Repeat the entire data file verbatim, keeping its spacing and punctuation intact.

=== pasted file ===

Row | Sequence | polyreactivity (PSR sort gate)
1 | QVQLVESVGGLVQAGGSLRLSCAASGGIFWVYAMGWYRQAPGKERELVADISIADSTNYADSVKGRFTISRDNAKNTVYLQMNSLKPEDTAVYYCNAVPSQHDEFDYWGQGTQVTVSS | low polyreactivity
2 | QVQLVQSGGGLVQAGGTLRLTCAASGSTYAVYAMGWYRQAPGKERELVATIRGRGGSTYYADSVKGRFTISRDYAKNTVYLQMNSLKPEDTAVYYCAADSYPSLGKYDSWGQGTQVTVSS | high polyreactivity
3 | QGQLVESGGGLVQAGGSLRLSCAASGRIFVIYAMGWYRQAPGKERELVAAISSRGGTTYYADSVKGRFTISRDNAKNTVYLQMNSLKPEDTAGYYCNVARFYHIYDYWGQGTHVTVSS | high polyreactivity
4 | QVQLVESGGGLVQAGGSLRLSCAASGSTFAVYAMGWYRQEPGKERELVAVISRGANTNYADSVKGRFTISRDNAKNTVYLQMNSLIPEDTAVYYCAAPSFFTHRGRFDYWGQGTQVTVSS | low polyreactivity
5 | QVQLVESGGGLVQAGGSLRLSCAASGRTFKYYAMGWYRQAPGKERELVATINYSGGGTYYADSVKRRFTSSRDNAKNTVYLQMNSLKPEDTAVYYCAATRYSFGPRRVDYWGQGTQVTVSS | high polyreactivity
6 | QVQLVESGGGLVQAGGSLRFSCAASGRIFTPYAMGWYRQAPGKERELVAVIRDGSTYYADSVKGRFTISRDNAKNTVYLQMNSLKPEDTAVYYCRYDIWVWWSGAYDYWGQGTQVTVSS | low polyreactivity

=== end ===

Row | Sequence | polyreactivity (PSR sort gate)
1 | QVQLVESVGGLVQAGGSLRLSCAASGGIFWVYAMGWYRQAPGKERELVADISIADSTNYADSVKGRFTISRDNAKNTVYLQMNSLKPEDTAVYYCNAVPSQHDEFDYWGQGTQVTVSS | low polyreactivity
2 | QVQLVQSGGGLVQAGGTLRLTCAASGSTYAVYAMGWYRQAPGKERELVATIRGRGGSTYYADSVKGRFTISRDYAKNTVYLQMNSLKPEDTAVYYCAADSYPSLGKYDSWGQGTQVTVSS | high polyreactivity
3 | QGQLVESGGGLVQAGGSLRLSCAASGRIFVIYAMGWYRQAPGKERELVAAISSRGGTTYYADSVKGRFTISRDNAKNTVYLQMNSLKPEDTAGYYCNVARFYHIYDYWGQGTHVTVSS | high polyreactivity
4 | QVQLVESGGGLVQAGGSLRLSCAASGSTFAVYAMGWYRQEPGKERELVAVISRGANTNYADSVKGRFTISRDNAKNTVYLQMNSLIPEDTAVYYCAAPSFFTHRGRFDYWGQGTQVTVSS | low polyreactivity
5 | QVQLVESGGGLVQAGGSLRLSCAASGRTFKYYAMGWYRQAPGKERELVATINYSGGGTYYADSVKRRFTSSRDNAKNTVYLQMNSLKPEDTAVYYCAATRYSFGPRRVDYWGQGTQVTVSS | high polyreactivity
6 | QVQLVESGGGLVQAGGSLRFSCAASGRIFTPYAMGWYRQAPGKERELVAVIRDGSTYYADSVKGRFTISRDNAKNTVYLQMNSLKPEDTAVYYCRYDIWVWWSGAYDYWGQGTQVTVSS | low polyreactivity